Software From Universities For Schools
By Andrew Price, 2008-04-05 11:54:11 in General.
The idea is simple: computer science/software engineering departments in universities could initiate and host open source software projects to satisfy computer-based learning requirements of local schools. The flow would go something like:
- University and school communicate to establish the school's software requirements;
- Research is carried out to establish whether open source software already exists to satisfy requirements (no point in duplicating effort, right?);
- University sets up infrastructure and recruits interested staff and students to take on the project in their spare time or as part of an assessed course;
- The project is publicised to attract wider attention from potential developers and other schools;
- The software is developed and releases made, allowing teachers to evaluate it and report bugs and request features until it is good enough for use;
- The project hits 'maintenance mode' allowing the university to take on a new project;
- The school kids become computer geeks, end up in university and contribute software back to their old schools (ok, maybe just a few).
The obvious benefits here are financial and educational and it would help schools to improve their community ties with local universities while the open source software is distributed freely to benefit schools in other parts of the world. The kids could also take the software home with them. The lack of restrictions means that the possibilities are abundant.
Perhaps it could attract financial backing from local industry, motivated by the possibility of employing graduates with more experience of collaborating and working on useful software projects.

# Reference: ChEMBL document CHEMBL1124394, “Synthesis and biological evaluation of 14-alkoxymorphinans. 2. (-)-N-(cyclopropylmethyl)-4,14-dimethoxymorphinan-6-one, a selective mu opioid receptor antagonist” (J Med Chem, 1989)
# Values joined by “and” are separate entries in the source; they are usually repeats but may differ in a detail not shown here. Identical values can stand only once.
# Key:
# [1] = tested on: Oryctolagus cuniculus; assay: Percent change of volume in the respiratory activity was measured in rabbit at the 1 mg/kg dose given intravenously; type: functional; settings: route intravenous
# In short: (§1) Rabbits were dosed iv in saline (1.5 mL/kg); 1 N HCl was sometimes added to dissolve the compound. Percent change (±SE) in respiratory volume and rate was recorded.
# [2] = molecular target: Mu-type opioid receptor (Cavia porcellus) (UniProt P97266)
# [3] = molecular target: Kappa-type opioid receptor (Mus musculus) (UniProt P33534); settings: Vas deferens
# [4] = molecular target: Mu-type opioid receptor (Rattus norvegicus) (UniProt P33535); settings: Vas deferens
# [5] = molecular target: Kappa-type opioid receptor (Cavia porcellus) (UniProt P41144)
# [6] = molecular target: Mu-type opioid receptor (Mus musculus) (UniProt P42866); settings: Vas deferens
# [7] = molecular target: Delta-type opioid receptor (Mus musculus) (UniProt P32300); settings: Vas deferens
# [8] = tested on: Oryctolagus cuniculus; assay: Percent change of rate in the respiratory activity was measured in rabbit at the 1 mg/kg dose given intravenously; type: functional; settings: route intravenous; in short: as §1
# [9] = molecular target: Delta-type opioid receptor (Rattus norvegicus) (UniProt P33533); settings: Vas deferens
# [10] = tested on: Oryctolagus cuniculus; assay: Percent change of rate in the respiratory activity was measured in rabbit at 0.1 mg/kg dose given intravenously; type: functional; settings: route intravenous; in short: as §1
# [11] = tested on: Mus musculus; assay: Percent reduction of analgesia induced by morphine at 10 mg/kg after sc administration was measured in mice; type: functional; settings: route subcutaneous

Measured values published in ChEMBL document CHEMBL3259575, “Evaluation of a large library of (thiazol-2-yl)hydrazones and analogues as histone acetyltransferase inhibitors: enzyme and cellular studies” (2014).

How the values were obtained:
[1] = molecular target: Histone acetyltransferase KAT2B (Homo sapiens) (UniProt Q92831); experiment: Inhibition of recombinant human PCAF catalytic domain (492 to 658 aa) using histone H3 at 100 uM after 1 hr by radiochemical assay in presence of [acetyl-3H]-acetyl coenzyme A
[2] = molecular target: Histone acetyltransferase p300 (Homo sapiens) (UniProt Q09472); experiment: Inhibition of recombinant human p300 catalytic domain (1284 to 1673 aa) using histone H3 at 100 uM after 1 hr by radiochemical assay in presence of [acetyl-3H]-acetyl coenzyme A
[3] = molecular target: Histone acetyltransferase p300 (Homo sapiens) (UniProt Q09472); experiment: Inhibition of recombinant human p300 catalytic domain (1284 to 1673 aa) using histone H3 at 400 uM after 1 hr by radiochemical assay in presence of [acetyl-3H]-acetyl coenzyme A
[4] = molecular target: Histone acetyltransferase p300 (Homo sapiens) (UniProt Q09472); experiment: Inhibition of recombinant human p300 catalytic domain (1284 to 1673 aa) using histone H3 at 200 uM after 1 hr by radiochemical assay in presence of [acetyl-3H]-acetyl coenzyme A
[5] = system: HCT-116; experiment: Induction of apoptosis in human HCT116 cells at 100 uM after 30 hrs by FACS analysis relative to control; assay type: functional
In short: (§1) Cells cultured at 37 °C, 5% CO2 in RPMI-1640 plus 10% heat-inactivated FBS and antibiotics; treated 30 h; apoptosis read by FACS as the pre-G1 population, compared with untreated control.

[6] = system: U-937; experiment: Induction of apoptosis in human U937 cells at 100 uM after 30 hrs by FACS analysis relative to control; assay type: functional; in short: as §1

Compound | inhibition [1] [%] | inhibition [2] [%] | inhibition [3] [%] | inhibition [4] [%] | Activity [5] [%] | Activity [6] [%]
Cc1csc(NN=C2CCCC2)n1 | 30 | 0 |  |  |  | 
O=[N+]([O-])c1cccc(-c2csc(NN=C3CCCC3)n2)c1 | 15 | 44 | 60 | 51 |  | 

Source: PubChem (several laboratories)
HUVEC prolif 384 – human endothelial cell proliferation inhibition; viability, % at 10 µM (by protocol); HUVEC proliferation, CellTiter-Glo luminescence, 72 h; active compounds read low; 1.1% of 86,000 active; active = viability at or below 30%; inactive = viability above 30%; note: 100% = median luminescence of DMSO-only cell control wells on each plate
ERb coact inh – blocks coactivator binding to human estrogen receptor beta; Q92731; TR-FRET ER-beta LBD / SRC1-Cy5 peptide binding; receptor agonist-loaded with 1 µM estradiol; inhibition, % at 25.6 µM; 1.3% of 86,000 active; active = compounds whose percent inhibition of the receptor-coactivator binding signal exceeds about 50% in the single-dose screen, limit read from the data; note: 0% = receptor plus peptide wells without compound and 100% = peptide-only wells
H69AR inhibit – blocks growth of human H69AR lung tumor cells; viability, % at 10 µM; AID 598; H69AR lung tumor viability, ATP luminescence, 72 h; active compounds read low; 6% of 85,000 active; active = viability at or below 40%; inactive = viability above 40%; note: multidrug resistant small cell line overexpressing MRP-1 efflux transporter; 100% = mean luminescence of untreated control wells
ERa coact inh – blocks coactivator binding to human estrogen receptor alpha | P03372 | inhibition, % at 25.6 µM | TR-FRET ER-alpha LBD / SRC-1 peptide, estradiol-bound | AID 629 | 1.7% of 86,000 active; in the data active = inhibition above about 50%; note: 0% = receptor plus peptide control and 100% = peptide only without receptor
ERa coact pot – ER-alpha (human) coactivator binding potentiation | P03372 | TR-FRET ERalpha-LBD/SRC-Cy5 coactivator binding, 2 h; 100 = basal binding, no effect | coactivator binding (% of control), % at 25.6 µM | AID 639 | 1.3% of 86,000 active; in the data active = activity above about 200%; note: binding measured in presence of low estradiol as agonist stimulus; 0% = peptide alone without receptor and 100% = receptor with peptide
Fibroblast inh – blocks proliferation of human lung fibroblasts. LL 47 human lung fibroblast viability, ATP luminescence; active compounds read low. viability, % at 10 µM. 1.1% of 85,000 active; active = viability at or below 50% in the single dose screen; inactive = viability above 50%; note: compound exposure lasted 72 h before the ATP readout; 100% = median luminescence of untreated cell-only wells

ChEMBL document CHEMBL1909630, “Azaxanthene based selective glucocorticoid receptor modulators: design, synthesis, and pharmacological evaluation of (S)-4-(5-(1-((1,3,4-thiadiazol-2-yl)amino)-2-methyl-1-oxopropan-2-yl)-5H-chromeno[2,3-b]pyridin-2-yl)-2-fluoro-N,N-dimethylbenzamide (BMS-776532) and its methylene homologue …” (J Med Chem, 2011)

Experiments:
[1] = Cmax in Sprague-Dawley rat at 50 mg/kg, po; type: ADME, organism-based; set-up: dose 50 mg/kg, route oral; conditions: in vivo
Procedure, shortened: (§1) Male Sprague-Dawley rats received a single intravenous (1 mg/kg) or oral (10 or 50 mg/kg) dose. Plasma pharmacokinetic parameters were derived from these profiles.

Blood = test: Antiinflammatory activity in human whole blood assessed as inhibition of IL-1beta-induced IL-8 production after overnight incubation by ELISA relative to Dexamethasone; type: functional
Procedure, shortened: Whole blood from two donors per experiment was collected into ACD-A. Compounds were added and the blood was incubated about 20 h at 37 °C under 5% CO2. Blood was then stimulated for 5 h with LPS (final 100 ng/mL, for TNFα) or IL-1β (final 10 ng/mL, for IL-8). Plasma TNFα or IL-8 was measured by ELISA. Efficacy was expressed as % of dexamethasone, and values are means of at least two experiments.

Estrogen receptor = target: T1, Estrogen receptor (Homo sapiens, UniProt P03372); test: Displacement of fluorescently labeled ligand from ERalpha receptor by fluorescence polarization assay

This is one of those spur-of-the-moment brainstorms which I haven't really thought through and it's probably not an original idea, but I'd like to see something like this happening in my local area. No doubt there is a bit of red tape and apathy to cut through to get projects like this established but it makes sense to me.
Sounds good to me :)
Corey Shields writes:
A good example of this is the Condor clustering software project, developed and maintained by the University of Wisconsin, Madison, in their CS department:
It is a clustering package that makes use of cross platform ephemeril resources (think of a lab of desktop computers and seti@home). A lot of institutions and organizations use this package.
Also worth looking at (though not totally in line with your idea) is the CS419 course at Oregon State University (home of the Open Source Lab - osuosl.org). This course is a "special topics in open source" where assignments throughout the course focus on contributions to an existing open source project. Previous contributions went to about 30 projects including the linux kernel and firefox.
thanks for the post, more universities need to drop the simulated programming environments that end up going no farther than the refrigerator and adopt open source contributions that will be used in the real world.